Patricia Bullrich, Argentina’s pro-business opposition presidential candidate, pledged to restore the country’s ailing economy and stabilise its beleaguered currency as she tries to narrow the gap with frontrunner Javier Milei ahead of the October election.
In the first campaign event since winning her party’s primary earlier this month, Bullrich said if elected she will lift capital controls and cut taxes to turn around the famously unstable economy.
She also introduced Carlos Melconian, an experienced celebrity economist who leads a local think tank, as her potential economy minister in an attempt to focus her campaign on the issue, which is at the top of voters’ worries with inflation surging past 110 percent.
Bullrich, 67, has mostly laid low since the bittersweet August 13 primary, when she won her primary but overall her coalition scored a second place behind Milei when it had expected a comfortable win. The path to the presidency for Bullrich now doesn’t look simple because she is caught in the middle between Milei, who shares much of her economic agenda, and Economy Minister Sergio Massa of the left wing Peronist ruling coalition.
At Thursday’s event, Bullrich and Melconian made several digs at Milei’s proposals, like dollarising the Argentine economy, or his lack of congressional support, albeit without naming him. Melconian said an Argentina under Bullrich would “disentangle a spider web” of taxes and currency controls, regain competitiveness in international trade and provide predictability. He also said he wanted to usher workers from the informal economy into the formal sector while also lowering business costs.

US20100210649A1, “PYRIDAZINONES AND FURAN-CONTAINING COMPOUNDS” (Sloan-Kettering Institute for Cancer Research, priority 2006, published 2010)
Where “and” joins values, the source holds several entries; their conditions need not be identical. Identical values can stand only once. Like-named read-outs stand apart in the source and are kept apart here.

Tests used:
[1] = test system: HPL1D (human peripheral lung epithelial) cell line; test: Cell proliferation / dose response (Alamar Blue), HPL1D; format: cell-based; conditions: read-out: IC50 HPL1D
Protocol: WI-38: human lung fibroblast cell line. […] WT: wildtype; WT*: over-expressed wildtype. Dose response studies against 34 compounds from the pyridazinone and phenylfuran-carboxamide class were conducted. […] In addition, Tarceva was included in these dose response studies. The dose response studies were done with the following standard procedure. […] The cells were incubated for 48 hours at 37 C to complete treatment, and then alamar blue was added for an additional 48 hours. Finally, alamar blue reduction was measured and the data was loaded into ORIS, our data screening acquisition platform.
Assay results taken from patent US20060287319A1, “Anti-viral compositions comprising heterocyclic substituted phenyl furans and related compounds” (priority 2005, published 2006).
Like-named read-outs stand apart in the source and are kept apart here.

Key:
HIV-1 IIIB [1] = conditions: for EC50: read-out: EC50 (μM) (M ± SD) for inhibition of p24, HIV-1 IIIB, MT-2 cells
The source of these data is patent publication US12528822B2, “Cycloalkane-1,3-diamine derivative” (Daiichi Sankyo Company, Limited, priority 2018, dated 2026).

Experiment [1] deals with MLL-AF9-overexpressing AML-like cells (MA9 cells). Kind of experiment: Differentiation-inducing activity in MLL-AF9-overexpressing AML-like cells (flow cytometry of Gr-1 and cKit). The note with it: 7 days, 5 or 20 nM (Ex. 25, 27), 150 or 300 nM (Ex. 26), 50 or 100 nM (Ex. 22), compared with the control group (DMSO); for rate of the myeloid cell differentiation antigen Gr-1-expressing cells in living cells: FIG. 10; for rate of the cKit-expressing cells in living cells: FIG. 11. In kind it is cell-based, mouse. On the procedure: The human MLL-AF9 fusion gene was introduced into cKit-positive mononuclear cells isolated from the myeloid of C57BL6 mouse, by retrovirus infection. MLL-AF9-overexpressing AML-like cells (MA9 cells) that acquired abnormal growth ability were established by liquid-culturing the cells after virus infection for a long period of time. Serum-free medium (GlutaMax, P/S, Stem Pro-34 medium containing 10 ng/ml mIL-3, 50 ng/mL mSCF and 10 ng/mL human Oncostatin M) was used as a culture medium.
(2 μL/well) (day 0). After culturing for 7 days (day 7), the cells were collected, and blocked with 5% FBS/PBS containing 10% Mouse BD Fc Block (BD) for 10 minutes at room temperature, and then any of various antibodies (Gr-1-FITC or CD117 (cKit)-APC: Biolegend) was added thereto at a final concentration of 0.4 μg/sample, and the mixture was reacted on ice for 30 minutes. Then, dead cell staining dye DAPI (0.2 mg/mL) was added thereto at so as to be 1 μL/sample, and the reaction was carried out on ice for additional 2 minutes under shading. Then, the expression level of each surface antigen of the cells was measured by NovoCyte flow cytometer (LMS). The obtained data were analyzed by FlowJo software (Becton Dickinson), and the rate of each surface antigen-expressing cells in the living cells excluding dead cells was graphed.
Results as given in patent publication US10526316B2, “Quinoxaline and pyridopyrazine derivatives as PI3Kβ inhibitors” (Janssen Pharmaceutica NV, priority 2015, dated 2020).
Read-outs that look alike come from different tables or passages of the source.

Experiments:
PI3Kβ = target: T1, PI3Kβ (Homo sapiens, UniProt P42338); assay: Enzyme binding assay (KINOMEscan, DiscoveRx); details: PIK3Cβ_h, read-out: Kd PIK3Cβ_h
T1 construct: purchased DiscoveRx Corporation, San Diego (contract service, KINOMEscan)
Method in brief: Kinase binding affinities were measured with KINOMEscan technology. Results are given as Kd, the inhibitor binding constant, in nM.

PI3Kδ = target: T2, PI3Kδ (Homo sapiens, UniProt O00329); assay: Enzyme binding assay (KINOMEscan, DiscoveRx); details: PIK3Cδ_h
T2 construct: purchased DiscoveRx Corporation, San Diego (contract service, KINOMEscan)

“The only thing that is banned is fantasising with theories impossible to put in practice,” he said.
Melconian has been working with a team of 70 advisers for the past two years to craft a blueprint for Argentina’s next president, which was now adopted by Bullrich’s campaign. He said the teams have developed “capitalist, Western, federalist, progressive and doable” proposals for Argentina’s fiscal, monetary and currency policies and sectors such as energy, transport, infrastructure and trade.
Given the election will be a three-way race, Bullrich’s best hope is to be one of the two most voted candidates to make a run-off scheduled for November 19. She first needs to guarantee the votes of more than a third of her party who favoured centrist Buenos Aires mayor Horacio Rodríguez Larreta in the bitter primary fight. She also needs to convince voters that a career politician would be a more reliable option than the outsider Milei at a time Argentines are angry with the political establishment for the deteriorating standards of living.
Bullrich, who was security minister under former president Mauricio Macri between 2015 and 2019, is at the same time focusing her strategy on a “tough on crime” message given insecurity is also a top concern of voters. In her speech, she mentioned the death of a 42-year-old engineer in Buenos Aires, who was stabbed on Wednesday night to steal his mobile phone.
“Change is not an abstract idea, it’s a necessity. To stop the chaos of Argentina, we need order,” Bullrich said.
by Manuela Tobias & Ignacio Olivera Doll, Bloomberg